2018 – present, Sarin Chair in Strategy and Leadership 2016 – 2018, James J. and Marianne B. Lowrey Chair in Business 2016 – 2017, VP of Economics and Market Design, Amazon.com Inc. 2015 – present, Professor of Economics, Business and Public Policy, Haas School of Business 2015 – 2016, Joe Shoong Chair in International business 2005 – 2015, Associate Professor, Haas School of Business 2011 – 2013, Senior Director and Distinguished Economist, eBay Research Labs 2006 – 2009, Associate Dean for Strategic Planning, Haas School of Business 1997 – 2005, Assistant Professor, Stanford University
Media Appearances (11)
Subscriptions Are Getting Out of Hand. Here’s How to Manage Them.
The Wall Street Jounral online
Companies like the subscription model because the recurring revenue that comes in from subscriptions means big -- and reliable -- money, said Prof. Steven Tadelis, the Sarin Chair in Leadership and Strategy. Plus, some firms do take advantage of lazy unsubscribers, he added.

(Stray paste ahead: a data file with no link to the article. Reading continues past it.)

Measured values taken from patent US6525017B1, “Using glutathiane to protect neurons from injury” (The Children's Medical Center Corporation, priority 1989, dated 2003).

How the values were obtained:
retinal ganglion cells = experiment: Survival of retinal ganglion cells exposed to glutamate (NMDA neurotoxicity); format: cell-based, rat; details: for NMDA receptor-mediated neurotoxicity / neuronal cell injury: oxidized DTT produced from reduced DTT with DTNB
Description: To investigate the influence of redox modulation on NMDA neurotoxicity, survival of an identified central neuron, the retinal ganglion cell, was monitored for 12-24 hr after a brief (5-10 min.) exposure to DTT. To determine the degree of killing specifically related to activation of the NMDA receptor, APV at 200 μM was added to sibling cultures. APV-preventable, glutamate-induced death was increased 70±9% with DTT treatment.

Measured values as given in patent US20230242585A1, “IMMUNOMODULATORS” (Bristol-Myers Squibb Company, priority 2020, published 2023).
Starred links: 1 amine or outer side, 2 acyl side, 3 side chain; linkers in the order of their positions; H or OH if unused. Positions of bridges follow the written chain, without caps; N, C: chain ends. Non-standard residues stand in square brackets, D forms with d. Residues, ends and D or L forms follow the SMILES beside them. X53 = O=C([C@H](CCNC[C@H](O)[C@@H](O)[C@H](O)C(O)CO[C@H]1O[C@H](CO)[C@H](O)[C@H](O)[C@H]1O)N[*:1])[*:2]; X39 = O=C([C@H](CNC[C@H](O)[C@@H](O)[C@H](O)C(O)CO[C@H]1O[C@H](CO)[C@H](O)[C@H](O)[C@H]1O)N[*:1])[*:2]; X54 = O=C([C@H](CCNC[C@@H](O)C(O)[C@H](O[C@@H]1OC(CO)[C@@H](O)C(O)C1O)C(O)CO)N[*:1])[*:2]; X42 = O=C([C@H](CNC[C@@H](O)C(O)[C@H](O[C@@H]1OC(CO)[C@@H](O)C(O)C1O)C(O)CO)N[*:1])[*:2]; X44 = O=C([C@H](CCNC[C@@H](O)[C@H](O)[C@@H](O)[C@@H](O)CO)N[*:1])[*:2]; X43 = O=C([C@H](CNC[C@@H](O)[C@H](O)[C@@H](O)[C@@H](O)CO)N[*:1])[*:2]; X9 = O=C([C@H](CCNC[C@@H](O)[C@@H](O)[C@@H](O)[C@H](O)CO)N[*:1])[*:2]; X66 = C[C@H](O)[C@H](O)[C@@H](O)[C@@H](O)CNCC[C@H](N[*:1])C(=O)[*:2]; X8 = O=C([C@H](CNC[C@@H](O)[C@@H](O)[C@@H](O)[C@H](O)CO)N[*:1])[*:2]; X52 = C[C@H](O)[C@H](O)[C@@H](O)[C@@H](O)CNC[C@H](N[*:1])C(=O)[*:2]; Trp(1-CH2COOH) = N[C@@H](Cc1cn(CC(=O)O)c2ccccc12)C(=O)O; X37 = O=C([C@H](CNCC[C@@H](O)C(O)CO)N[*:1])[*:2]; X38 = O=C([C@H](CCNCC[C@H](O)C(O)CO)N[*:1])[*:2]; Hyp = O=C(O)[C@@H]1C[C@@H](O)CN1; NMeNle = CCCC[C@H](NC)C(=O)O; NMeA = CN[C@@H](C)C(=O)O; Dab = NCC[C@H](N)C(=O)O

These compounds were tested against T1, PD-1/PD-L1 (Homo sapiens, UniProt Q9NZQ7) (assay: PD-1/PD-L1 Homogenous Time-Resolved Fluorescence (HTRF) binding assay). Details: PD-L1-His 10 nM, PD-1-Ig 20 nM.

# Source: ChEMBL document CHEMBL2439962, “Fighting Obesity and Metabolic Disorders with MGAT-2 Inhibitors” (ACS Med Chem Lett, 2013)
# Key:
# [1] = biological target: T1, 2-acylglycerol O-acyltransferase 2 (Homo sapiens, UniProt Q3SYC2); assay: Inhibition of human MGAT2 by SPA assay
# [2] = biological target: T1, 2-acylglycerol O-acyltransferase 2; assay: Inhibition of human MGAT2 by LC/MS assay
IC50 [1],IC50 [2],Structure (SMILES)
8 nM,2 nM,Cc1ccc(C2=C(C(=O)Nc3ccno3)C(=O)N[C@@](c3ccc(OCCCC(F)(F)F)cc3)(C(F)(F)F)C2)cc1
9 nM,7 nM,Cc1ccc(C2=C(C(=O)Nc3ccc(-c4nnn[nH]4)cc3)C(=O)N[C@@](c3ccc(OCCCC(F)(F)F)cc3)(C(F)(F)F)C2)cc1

Does Advertising Actually Work? (Part 2: Digital) (Ep. 441)
Freakonomics Radio radio
Prof. Steven Tadelis, the Sarin Chair in Leadership and Strategy, talks about how his work with eBay led him to try to quantify whether digital ads worked. "The company believed that roughly 5% of sales were driven by paid-search advertising, meaning that they believed that if we would pull the plug on advertising, sales would drop by 5%," he said. "What we found was that sales dropped by about half a percent."
MA, CA & WA Best-Placed to Combat COVID-19 With Their Digital Economies
Storage Cafe online